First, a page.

With changes swirling in veterans health care, senators press for action on stalled projects

By HUGH LESSIG | The Daily Press | Published: December 2, 2016

With President-elect Donald Trump eying an overhaul in veterans health care, 18 senators are urging quick action from the lame duck Congress on two dozen stalled VA projects, including a major one in Hampton Roads, Va.

Virginia Sens. Mark R. Warner and Tim Kaine joined 16 of their colleagues Thursday in calling for Congress to set aside funding for a list of health care centers, outpatient clinics and research facilities proposed throughout the Veterans Affairs system.

It asks Senate leaders to authorize the money “in the December funding bill, or another appropriate vehicle, to be signed into law this year.”

If Congress doesn’t act, it is unclear how these proposed projects would fare under a President Trump and a new Congress come January. Trump has talked about improving veterans health care, but in the context of providing more private-sector choices, not building more VA facilities.

The list of 24 projects includes a proposed 155,000 square-foot care center planned for South Hampton Roads, a project considered the top priority for the fast-growing Hampton VA Medical Center.

Congress has delayed approving these projects because the Congressional Budget Office has changed how it rates the financial impact.

Before 2012, CBO scored these projects -- which result in signed leases, even the project results in new construction -- as equal to the annual lease payment. But then it switched, saying Congress should consider the full cost up front. Because many of these leases run for 20 years, it made it more difficult for these projects to move forward.

Sen. Mark R. Warner is the leading co-sponsor on legislation that aims to make the regional center a reality. It is considered...

The proposed South Hampton Roads center would offer primary and specialty care, day surgery, an eye clinic, a pharmacy and a radiology services. A location has not been specified, but putting it in South Hampton Roads would relieve pressure on the Hampton VA, where patient visits grew more than three times the national average between 2011 and 2014.

Medical center officials have worked to create more space on the Hampton campus, converting administrative areas into exam rooms and adding floors. But that will not solve the problem, said Michael Dunfee, the center’s director.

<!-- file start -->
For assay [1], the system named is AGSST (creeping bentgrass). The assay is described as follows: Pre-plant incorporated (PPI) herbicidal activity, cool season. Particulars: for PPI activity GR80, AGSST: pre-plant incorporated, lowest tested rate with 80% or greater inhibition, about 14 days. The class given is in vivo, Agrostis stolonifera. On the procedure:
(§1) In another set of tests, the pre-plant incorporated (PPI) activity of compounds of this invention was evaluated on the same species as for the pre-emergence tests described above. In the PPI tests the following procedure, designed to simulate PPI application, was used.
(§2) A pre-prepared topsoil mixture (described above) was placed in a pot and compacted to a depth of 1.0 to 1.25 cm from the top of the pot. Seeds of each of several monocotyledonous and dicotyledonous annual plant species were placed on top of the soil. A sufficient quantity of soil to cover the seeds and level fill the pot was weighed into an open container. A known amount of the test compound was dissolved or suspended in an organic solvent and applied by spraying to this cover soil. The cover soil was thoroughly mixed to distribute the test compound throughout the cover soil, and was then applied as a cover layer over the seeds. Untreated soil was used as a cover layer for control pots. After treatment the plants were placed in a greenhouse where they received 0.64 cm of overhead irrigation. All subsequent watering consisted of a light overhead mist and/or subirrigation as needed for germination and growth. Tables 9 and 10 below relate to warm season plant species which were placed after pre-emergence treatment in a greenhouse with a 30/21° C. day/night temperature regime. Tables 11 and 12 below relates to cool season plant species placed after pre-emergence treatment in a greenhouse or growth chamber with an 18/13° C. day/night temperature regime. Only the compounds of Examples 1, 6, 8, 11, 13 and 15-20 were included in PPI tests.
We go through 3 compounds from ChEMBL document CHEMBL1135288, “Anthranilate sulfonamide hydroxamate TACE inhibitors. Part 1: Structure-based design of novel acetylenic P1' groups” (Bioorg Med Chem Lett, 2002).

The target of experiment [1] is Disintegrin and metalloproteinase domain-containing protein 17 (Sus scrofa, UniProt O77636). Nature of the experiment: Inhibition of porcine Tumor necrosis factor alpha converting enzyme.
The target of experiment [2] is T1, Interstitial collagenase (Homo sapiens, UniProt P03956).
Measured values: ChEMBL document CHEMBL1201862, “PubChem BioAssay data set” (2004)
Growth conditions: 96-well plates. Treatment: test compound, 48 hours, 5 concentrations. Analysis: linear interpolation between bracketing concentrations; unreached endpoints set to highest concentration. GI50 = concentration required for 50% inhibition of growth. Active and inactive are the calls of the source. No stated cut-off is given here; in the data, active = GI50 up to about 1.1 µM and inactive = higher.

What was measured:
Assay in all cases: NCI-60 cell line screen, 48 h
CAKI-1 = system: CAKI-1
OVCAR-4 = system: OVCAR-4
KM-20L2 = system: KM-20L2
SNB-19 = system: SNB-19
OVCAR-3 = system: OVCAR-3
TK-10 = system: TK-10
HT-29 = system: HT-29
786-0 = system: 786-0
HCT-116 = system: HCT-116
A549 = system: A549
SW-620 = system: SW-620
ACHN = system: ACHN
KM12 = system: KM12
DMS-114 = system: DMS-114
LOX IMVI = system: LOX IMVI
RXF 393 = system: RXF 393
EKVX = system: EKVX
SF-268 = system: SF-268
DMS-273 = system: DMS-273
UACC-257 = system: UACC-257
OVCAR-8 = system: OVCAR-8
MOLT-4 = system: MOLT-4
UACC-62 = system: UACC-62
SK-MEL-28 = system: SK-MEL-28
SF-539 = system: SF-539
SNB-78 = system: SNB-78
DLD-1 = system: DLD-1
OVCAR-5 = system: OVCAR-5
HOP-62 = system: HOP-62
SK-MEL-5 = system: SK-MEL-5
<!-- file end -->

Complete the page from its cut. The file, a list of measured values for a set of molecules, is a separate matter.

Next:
“A lot of the changes we've made space-wise are short-term solutions for what is becoming a long-term problem," Dunfee recently told the Daily Press. "At some point, we're going to reach the end of our limit to be creative."

Warner has openly expressed frustration at the lack of progress on the proposed center. He has attempted different strategies this year, only to be stymied at every turn.

In September, the senator co-sponsored legislation to authorize funding. It has been referred to the Veterans Affairs Committee.

In June, he tried to amend the National Defense Authorization Act to include the project, but that fizzled. That same month, a House bill to fund the centers died without a vote because it drew money from veterans benefits.

Thursday’s plea comes as Trump is contemplating who will head the Department of Veterans Affairs.

Supporters say a plan that leans more on private hospitals would give veterans additional choices. Critics fear it marks the first step toward privatization of veterans health care and abandonment of long-held promises for retired service members.

Trump met Tuesday with Pete Hegseth, a Fox News commentator and former president of Concerned Veterans for America, a conservative advocacy group, according to Military Times.

Hegseth is considered a candidate to lead the VA along with Sarah Palin, the former Alaska governor and Republican vice presidential candidate.

CVA’s report, “Fixing Veterans Health Care,” is a 102-page document that describes a dramatic shift in veterans health care. Under the plan, the Veterans Health Administration would be split in two -- one entity responsible for medical centers and another handing health insurance oversight. Essentially, it’s a division between provider and payer, which supporters say would offer veterans more options to seek private care.
VA hospitals could concentrate on military-specific areas for which it has expertise, such as traumatic brain injuries, spinal cord injuries, and post-traumatic stress disorder.

Supporters say this would not lead to a dismantling of the VA health system. The federal government would still bear responsibility for veterans health care.

Not all agree. Sherman Gillums Jr., executive director of the Paralyzed Veterans of America, told Military Times: “A fragmented and less coordinated care environment is not optimal for veterans whose health issues are often too complex and hard to treat for providers who do not specialize in them.”

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